Local News

  • Quincy’s downtown to house another church

    Quincy commissioners approved a church for operation in the downtown district at their Tuesday night meeting. The approval is dependent upon the church meeting specific
    The conditions include working with the city’s planning department to create a plan of the church’s proposed uses as well as address the issues raised by the city’s fire chief when he inspected the building, which is at 15 S. Madison St.

  • Day in court: DA Meggs and Sheriff Young

    The trial to determine whether Sheriff Morris Young gave furloughs to inmates at the Gadsden County Jail against judicial order ended Tuesday after a two-day trial.

    Ultimately, State Attorney Willie Meggs wanted Young to be found guilty of contempt in court charges. Meggs claimed Young continued to give furloughs even after being ordered by a judge to not do so without first receiving judicial approval.

    Young’s attorney Eric Abrahamsen argued the sheriff was never given an official judicial order saying he cannot give furloughs without judicial approval.

  • Gearing up for going back

    In addition to providing children with backpacks and other school supplies at their annual back-to-school celebration, the Jessie Furlow Medical Center views the day as an opportunity to provide health screenings and other medical services to the children and their parents who may not usually receive them.

  • FDOT hosts meeting to show Quincy bypass options

    FDOT had a workshop this past Thursday at the National Guard Armory in Quincy to gauge public opinion about their Quincy Bypass efforts before they begin the second phase of their project, which is intended to redirect trucking traffic away from Quincy’s historic/business district.

    A flyer for the meeting reads, “the ultimate purpose of this project is to provide an east-west connection between County Road 268 (Solomon Dairy Road) and State Road 12 to relieve existing traffic conditions on S.R. 12 within the Quincy/Gadsden County area.”

  • Rattler revelry

    The Gadsden County chapter of FAMU alumni had its first scholarship gala Saturday night at the National Guard Armory in Quincy.

    The purpose of the night was to “raise scholarship funds to send  some of Gadsden County’s best and brightest students to Florida A&M University,” said mistress of  ceremonies Vicki Johnson. For a $50 ticket, attendees were treated to live entertainment by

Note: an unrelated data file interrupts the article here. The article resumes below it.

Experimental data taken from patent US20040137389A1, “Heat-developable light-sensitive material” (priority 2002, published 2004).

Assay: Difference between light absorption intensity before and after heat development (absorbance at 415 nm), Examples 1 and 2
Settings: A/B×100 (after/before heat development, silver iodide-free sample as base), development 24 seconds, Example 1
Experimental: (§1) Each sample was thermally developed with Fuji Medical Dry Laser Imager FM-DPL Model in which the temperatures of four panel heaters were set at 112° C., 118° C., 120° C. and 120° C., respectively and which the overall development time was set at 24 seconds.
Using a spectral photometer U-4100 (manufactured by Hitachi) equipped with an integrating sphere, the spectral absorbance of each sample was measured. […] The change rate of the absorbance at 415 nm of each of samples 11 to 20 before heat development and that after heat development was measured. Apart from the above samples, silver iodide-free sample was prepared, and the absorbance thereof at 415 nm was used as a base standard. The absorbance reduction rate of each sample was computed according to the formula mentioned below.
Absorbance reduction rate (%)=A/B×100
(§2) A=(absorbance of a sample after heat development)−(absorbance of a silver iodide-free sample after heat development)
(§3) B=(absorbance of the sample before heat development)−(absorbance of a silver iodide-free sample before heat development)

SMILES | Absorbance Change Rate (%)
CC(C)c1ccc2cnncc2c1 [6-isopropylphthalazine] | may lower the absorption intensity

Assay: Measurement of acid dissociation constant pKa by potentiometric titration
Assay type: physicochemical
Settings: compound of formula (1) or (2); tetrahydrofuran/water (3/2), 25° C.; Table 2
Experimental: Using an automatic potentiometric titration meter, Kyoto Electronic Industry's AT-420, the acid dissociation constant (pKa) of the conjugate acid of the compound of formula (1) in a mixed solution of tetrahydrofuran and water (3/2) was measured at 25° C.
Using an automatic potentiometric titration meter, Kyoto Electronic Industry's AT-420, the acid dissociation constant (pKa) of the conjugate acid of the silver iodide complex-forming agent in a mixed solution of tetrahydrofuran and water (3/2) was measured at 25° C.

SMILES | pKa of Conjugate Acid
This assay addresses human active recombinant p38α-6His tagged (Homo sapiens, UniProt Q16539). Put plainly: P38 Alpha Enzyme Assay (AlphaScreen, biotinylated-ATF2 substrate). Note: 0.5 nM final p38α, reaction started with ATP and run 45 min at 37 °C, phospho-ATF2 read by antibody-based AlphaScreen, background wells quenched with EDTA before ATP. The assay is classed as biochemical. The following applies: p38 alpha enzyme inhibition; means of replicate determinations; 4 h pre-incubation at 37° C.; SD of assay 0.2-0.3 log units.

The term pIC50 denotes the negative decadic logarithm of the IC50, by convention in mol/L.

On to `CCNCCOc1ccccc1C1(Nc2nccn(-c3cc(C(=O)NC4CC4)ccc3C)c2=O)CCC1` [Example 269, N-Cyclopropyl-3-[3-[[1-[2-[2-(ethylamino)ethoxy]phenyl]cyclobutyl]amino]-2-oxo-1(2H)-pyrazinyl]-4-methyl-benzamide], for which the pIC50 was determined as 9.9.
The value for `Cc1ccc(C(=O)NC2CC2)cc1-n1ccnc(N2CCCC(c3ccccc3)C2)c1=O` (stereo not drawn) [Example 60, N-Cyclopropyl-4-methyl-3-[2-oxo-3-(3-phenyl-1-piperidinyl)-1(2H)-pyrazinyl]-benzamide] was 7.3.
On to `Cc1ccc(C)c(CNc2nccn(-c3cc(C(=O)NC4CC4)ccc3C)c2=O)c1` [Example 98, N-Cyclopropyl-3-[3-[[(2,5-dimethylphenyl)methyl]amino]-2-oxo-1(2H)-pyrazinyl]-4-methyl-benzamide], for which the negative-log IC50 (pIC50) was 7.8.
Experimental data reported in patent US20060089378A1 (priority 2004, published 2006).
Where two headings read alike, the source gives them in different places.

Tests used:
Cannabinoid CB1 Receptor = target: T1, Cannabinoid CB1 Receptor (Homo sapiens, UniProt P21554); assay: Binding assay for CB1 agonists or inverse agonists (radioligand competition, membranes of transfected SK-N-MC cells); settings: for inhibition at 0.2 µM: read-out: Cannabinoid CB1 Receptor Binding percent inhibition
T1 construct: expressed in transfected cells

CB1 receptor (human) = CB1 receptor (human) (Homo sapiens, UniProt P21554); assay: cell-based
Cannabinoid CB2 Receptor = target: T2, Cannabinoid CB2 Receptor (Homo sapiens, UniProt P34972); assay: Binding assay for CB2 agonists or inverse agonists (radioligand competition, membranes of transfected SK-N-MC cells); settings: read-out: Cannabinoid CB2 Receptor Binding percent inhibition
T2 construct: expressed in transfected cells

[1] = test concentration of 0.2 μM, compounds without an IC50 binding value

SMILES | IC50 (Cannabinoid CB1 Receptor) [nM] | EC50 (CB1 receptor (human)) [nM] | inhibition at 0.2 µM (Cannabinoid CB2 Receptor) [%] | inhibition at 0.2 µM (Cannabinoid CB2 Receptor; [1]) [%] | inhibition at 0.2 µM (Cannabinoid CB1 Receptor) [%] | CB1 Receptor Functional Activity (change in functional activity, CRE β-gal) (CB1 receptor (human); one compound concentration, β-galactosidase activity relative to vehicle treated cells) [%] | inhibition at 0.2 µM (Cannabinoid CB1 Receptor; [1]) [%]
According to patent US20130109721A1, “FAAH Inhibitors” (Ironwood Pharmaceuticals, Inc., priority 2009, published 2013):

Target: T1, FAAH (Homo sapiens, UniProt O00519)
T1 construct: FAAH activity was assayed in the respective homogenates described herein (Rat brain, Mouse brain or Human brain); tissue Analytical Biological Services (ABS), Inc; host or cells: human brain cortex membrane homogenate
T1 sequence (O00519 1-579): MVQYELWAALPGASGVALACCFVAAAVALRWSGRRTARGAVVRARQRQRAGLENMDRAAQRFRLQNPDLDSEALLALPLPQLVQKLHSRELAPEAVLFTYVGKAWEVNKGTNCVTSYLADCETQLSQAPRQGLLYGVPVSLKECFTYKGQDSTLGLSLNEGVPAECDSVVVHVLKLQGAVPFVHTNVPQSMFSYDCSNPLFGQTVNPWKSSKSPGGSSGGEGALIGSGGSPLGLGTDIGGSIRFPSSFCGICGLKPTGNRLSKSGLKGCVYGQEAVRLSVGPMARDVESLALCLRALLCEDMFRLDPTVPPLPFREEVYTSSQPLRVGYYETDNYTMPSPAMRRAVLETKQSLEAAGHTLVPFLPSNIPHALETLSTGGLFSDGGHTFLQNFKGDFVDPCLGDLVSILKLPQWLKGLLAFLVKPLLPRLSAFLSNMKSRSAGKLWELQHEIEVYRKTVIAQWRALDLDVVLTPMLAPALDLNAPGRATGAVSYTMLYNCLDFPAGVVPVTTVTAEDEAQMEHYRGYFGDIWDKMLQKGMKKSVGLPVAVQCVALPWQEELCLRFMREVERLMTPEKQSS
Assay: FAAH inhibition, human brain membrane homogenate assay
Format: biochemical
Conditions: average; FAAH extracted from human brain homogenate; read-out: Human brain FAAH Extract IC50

Dayve Stewart and the Vibe Band, a baked chicken dinner and a keynote address from FAMU President Elmira Mangum.

  • County commissioners hire new attorney

    Gadsden’s Board of County Commissioners voted unanimously to retain attorney David Weiss of the Ausley and McMullen firm as the county’s attorney at the board’s Aug. 4 meeting.

  • Mike Wade hired as Quincy’s permanent city manager

    Mike Wade is officially Quincy’s permanent manager, as Quincy commissioners voted to approve his contract for the position at their meeting Tuesday in a 4-1 vote. He had been interim manager for more than a year.

    Commissioner Daniel McMillan said Wade will be working for
    60 percent of what the last manager earned, and added, “people might not like the way we went about it (the hiring process), but everything we did was

  • Changing perspectives

    Approximately 30 kids who spent the summer learning trades ended the summer part of their program’s curriculum Monday with a tour of the Gadsden County Jail.

    They were the first participants in an after-school and summer camp program sponsored in partnership with the Gadsden County Sheriff’s Office and the Gadsden chapter of AMIKids Inc., a national organization that on its website says it “gives troubled youth the support they need to become great people, and our results speak for themselves.”

  • BOCC aims to fight drug blight

    The fence at the Gadsden County Jail is on track to be repaired, as the Gadsden’s Board of County Commissioners voted to award a bid to a company to handle its repair at its July 21 meeting.

    Commissioner Eric Hinson asked if there were any Gadsden County companies that could be commissioned for the repair. County Administrator Robert Presnell said of the three companies to bid for the project, none were from the county.

  • Teacher accused of hitting student

    A Gadsden County teacher was arrested July 14 for allegedly battering a teenage boy involved in a fight with her daughter.

    Nekeshia Harris, 40, of Quincy, has been arrested on a charge of first-
    degree battery — which is a misdemeanor — for the alleged incident, which occurred July 2 at West Gadsden High School. Harris was employed at the school for a district summer program. She works at Carter Parramore Academy during the school year.